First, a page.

Spring Mania

Spring Mania – Nancy

Spring Mania – Fact or Fiction?

People struggling with mood disorders frequently find their moods tied to the rhythm of the seasons.  Spring heralds an upswing in energy and cheerfulness, while autumn and winter mean “down” times for many.  As the northern hemisphere enters the Spring season, people with bipolar symptoms are cautioned to watch out for signs of mania which can be sparked by increased daylight and warmth found in spring weather.

This past week thought a significant upsurge in the number of patients in our mood disorder clinic with symptoms that might suggest hypomania: reduced sleep, increased energy, and either a more optimistic or more irritable mood.

Spring and Fall – Times of Change

Spring and fall are the times of year with the fastest change in the length of the day.

The change from one day to the next at the time of the summer solstice in late December is around zero. Similarly, there is little change from day-to-day at the time of the winter solstice in June. This is not surprising as solstice means ‘the day the Sun stood still’, so at those two times of the year we expect little change from day-to-day.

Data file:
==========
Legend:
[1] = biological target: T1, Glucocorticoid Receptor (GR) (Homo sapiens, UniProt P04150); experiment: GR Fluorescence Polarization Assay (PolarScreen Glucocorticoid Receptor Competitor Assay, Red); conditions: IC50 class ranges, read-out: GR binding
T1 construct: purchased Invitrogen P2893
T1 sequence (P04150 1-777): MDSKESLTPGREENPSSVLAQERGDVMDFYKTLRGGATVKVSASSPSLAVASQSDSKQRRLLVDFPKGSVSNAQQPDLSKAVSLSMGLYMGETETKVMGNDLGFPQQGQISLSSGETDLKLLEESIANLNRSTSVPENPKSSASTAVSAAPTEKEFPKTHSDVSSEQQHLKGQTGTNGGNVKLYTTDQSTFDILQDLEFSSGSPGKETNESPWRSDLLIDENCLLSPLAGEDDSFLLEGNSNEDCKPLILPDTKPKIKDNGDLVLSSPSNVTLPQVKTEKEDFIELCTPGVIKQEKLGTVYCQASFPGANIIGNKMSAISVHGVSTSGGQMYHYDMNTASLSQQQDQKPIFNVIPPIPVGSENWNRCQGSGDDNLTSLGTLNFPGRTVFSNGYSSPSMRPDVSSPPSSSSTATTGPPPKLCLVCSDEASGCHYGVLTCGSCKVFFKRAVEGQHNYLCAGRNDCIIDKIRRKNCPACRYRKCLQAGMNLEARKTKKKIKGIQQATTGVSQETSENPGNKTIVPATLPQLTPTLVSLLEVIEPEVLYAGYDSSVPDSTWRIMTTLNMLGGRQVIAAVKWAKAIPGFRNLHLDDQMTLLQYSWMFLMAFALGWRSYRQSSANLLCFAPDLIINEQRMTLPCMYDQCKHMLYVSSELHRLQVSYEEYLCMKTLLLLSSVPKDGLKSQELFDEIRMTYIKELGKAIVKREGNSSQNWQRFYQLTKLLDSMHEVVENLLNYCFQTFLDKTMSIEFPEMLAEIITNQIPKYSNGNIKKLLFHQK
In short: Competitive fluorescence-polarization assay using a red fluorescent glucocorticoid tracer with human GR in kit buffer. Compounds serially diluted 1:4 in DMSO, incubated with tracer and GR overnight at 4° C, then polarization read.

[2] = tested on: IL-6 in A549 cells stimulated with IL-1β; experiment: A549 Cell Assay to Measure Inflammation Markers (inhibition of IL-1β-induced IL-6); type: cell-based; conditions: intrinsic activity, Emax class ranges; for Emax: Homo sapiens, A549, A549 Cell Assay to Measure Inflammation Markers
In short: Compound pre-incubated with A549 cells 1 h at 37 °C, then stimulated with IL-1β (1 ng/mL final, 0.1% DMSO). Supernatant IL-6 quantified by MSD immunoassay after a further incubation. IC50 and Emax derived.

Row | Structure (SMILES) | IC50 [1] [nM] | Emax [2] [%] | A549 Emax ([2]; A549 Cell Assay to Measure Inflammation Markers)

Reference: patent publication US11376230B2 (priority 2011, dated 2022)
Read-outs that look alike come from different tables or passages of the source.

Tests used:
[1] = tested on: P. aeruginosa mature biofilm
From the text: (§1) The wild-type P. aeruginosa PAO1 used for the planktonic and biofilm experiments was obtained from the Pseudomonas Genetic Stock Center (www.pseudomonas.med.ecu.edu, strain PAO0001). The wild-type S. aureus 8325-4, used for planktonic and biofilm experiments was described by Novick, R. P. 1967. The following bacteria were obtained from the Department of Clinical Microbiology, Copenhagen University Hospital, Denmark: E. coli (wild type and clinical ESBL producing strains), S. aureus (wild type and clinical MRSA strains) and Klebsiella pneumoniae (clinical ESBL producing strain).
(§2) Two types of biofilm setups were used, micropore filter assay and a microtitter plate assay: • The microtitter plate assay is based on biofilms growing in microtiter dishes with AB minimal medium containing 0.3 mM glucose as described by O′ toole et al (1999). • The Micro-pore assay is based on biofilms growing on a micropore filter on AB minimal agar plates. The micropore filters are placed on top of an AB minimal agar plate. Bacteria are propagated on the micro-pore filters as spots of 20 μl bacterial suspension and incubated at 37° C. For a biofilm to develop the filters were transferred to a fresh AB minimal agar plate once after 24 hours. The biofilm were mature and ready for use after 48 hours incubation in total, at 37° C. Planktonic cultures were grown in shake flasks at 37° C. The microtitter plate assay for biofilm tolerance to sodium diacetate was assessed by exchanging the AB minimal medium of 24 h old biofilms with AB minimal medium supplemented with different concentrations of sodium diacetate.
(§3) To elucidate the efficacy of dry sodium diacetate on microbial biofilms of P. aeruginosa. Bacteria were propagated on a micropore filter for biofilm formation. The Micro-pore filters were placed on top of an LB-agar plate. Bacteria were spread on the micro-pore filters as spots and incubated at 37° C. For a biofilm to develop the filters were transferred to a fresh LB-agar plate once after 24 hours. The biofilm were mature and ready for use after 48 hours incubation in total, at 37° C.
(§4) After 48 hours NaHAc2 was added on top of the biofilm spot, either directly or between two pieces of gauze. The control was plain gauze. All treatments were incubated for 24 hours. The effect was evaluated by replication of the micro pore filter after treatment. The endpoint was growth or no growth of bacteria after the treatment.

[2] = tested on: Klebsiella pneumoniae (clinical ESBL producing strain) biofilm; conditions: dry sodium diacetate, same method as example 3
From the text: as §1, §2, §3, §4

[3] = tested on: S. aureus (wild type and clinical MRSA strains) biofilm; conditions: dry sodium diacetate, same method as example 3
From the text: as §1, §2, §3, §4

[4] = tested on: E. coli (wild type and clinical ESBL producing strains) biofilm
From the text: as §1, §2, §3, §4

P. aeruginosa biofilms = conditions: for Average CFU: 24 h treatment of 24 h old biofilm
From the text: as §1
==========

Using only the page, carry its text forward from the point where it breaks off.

There is more change at the time of the equinoxes – autumn and spring – in March and September respectively. At those times the changes day-to-day can be up to three minutes.

So it is not surprising that these are the times most often associated with seasonal mood changes.

Curiously, while the spring mania connection is the most common one, a significant minority of people with bipolar moods have the reverse pattern: a spring depression and a fall hypomania.


Keep an eye on your own responses to seasonal change and be prepared to take action if necessary.  Some people find that they can monitor their reactions, and being careful to regulate sleep schedules or just slow down a bit is enough to prevent a swing into mania, but for others more active interventions, such as a temporary change in medication may be called for.

Dr. Chris Aiken, of the Mood Treatment Center of Winston-Salem, North Carolina, also recommends trying blue light blocking glasses, which are worn in the evening around the equinoxes, when the change in light intensity is most rapid.  This intervention can help patients control the amount of light, and therefore stimulation, that they are exposed to which can help in self-care.

– Nancy